Fortunately for me Kenny from Cyclerc was willing, despite being fully booked, to look at it, and he even had the spare part ( I do carry derailleur spares with me so my spares are intact).
Kenny had spent three years in Australia.
Off I peddled later than planned ( now after 11 am) but at least I could pedal. Back down the hill.
Views from my waterfront track are below…there are not many across the lake as it was so hazy and smokey looking.
I found a cycling track along the lake, through a caravan park. It turned towards below. I was meet by a boom gate, but could tell many went around it. But have a closer look…..
I stood, looked and contemplated, not really sure what to do. I thought there is no way a cycling path would cross an airport runway.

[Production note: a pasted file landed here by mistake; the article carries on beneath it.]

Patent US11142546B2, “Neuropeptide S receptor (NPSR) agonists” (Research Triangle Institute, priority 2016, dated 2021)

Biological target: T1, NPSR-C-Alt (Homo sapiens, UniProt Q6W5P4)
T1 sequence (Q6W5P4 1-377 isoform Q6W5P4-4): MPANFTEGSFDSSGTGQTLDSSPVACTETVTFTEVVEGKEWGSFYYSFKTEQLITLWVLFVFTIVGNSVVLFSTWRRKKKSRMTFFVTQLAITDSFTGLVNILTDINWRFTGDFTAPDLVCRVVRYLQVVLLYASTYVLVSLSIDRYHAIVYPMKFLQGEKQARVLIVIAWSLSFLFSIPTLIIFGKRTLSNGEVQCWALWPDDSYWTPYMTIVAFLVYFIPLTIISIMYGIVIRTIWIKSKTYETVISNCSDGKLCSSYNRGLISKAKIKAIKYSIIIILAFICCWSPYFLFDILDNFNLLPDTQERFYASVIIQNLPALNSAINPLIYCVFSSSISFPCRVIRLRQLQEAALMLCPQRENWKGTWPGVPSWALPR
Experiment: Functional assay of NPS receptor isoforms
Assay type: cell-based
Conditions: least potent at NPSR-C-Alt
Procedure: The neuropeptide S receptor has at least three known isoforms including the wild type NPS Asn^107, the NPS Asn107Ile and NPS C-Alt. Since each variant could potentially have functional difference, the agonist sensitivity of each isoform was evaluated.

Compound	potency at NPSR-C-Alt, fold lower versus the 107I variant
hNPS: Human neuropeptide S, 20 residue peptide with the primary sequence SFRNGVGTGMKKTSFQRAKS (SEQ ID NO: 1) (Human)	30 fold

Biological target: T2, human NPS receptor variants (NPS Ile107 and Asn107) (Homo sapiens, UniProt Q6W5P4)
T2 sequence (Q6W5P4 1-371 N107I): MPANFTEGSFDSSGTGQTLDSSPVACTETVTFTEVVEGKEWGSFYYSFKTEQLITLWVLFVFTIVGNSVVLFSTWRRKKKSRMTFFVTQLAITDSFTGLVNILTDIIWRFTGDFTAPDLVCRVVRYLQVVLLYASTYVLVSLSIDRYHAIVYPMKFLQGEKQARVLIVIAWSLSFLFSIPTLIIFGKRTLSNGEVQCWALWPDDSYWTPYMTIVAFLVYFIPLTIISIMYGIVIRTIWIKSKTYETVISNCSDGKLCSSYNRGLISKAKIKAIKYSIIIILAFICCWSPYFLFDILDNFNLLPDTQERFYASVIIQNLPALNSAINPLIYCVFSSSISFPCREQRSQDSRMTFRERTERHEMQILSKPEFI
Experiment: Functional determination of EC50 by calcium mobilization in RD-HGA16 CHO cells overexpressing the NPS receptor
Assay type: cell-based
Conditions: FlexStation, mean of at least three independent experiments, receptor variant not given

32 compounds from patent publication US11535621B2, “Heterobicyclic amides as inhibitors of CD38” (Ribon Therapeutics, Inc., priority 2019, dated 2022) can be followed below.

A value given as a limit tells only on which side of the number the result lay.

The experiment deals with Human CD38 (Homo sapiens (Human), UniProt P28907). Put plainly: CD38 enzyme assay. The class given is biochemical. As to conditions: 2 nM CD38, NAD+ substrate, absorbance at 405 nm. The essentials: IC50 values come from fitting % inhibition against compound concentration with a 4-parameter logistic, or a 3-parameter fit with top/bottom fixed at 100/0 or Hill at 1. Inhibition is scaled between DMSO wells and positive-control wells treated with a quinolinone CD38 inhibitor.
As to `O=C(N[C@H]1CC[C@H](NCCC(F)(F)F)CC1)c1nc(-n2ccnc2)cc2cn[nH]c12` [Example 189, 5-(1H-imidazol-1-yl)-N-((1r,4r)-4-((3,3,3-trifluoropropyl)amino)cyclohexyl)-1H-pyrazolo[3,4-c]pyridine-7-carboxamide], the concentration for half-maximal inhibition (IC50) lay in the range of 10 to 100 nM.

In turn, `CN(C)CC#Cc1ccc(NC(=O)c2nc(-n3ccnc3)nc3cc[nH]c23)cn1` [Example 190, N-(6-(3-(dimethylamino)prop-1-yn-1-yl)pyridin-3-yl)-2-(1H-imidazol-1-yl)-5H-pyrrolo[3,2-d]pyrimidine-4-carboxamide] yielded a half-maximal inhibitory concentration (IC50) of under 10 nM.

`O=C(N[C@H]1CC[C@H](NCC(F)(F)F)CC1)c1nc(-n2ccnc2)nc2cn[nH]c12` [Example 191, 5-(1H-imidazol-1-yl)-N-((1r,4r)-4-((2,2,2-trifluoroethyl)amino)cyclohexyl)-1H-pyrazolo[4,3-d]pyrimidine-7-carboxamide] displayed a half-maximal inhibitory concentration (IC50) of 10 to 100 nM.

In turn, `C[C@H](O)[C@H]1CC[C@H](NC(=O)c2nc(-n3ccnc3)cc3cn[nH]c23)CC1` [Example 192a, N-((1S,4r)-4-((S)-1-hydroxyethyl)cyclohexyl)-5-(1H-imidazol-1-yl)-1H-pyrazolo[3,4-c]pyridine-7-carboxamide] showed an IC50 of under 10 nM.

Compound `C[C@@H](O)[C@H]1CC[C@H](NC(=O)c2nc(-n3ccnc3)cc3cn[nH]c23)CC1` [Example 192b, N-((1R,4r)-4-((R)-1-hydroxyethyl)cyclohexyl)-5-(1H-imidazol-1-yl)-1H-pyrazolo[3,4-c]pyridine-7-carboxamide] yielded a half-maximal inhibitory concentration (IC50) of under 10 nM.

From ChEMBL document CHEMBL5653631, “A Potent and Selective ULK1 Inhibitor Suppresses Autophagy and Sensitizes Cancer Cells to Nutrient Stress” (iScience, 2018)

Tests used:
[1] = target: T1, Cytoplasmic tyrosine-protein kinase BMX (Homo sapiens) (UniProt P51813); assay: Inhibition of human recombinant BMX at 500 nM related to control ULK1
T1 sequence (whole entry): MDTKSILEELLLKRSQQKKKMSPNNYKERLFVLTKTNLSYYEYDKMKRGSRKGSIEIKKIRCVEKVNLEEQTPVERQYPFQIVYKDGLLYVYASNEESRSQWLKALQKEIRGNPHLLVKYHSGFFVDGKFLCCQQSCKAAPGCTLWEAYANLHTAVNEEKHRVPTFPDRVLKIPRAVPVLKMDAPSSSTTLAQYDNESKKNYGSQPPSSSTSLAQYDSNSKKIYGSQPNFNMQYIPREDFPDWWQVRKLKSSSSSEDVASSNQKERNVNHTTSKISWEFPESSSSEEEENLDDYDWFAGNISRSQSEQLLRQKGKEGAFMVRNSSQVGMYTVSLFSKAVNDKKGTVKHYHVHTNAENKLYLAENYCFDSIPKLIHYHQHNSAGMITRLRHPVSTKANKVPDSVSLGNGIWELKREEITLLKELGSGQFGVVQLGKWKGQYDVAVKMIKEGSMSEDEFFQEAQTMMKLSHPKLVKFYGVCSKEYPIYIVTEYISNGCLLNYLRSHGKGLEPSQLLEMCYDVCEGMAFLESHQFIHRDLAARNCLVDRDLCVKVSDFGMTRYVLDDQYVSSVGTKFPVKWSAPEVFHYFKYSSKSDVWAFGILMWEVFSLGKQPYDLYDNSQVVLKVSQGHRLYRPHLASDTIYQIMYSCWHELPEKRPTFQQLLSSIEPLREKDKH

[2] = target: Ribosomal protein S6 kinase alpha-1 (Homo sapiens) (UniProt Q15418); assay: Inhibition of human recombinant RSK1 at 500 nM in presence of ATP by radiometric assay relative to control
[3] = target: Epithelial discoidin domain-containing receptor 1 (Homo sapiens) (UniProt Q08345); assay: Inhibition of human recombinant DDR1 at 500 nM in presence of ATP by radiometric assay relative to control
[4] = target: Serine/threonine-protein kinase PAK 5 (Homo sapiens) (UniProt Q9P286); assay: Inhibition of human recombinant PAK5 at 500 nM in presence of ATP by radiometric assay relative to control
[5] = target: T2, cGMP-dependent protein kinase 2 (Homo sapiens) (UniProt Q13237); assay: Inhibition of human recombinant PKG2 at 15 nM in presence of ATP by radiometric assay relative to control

A car came up behind ( dual purpose track!), pressed a button and the boom gate opened…so I followed him, giving a good look to my left and right, and skywards!
That was a new experience!
I arrived at this lovely village with stone walls and a cute sign.
And another track through forest.
I climbed up a hill providing some scenic rural views.
More pretty fields and walls.
I eventually arrived in Yverdon les-Bain’s, a spa town. It sits at the south west extremity of Lac du Neufchâtel. It is an old Celtic settlement that later became a Gallo-Roman camp. The focal point is Château d’Yverdon.
The plan had been to follow the lake back to Neufchâtel, but I changed my mind and decided I might as well ride to Lac Lucman ( Lake Geneva) and Lausanne.
In one town, Chesaux (?) there was a huge festival on. They had covered up direction so gns ( handy NOT!) so I stopped and had a glacé ( signage that does attract me!)
There were street performances including this one with guns and a rope tied wench who got tossed into the dray pulled by two donkeys.
I desperately needed a water refill. Plenty of alcohol for sale, but water was hard to find until I found the local fountain.